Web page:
In my last newsletter, I mentioned my truck having some intensive mechanic work done on it that prevented me from making it to a class I was teaching in a village. My truck has been a jewel in my rural work. It is a Nissan, double cabin, 4-wheel-drive, manual transmission, mini-beast, complete with a granny gear that has pulled me out of some tough mud holes. But it is about 15 years old, which by American standards would probably be the equivalent of 30 years old because of the hard driving conditions here. And as good as it's been to me, it's getting very tired.
Sunday I was out in a village with a Congolese refugee ministry team from Kampala Foursquare Church. We had had a wonderful day at the small village church, and at least 4 people had expressed a desire to begin living for Jesus. It was nearing 6:00 PM, and we were tired. The team still had to board a taxi (minivan) and go the hour-plus trip back into Kampala. Just as we got out to the paved highway, the truck jerked a couple of times, and quit. Thanking God for cell phones and an adequate network, we called my mechanic, Willy, who came the few miles to us on the back of a motorbike "taxi". He jiggled the new coil he'd just put in the day before, made it fit tighter so it wouldn't come loose again, and we were back in business.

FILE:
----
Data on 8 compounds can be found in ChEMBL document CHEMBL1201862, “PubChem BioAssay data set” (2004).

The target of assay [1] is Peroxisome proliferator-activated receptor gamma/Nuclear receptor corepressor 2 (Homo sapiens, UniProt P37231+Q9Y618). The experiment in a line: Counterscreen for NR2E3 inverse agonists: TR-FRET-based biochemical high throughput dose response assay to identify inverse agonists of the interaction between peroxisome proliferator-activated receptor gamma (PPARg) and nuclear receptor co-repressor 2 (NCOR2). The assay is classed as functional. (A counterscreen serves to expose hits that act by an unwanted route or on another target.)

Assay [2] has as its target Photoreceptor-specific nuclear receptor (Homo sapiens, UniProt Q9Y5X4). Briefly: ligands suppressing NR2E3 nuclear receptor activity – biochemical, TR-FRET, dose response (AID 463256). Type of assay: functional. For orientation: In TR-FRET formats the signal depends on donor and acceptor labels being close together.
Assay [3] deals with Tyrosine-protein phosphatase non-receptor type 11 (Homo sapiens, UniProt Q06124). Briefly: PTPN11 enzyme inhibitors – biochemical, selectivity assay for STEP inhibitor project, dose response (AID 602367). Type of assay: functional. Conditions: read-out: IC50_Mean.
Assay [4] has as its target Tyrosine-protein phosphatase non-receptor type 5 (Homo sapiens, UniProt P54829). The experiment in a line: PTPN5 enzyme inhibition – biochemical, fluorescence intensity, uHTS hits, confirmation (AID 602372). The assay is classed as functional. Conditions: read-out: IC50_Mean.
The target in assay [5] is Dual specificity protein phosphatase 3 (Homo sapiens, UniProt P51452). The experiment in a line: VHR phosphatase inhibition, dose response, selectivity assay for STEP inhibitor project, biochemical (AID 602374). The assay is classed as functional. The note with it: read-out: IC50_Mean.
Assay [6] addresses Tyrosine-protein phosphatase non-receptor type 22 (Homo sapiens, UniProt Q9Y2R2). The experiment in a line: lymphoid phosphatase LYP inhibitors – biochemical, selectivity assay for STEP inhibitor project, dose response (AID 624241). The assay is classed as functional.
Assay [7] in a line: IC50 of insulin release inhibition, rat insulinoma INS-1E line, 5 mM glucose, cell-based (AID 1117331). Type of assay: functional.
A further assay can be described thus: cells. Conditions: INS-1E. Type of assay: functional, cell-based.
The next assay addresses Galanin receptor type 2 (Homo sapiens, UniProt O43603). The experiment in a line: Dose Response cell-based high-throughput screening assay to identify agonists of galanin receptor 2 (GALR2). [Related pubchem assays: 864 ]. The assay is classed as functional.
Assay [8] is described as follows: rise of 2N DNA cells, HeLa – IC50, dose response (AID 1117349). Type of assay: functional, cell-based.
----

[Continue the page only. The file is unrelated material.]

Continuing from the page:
We took the team back to Luweero and got them on their taxi, but the truck began acting up again. So I left it with Willy and went on home. The coil was brand new, but had proven to be worthless, so he put another coil in, and again, the truck ran fine.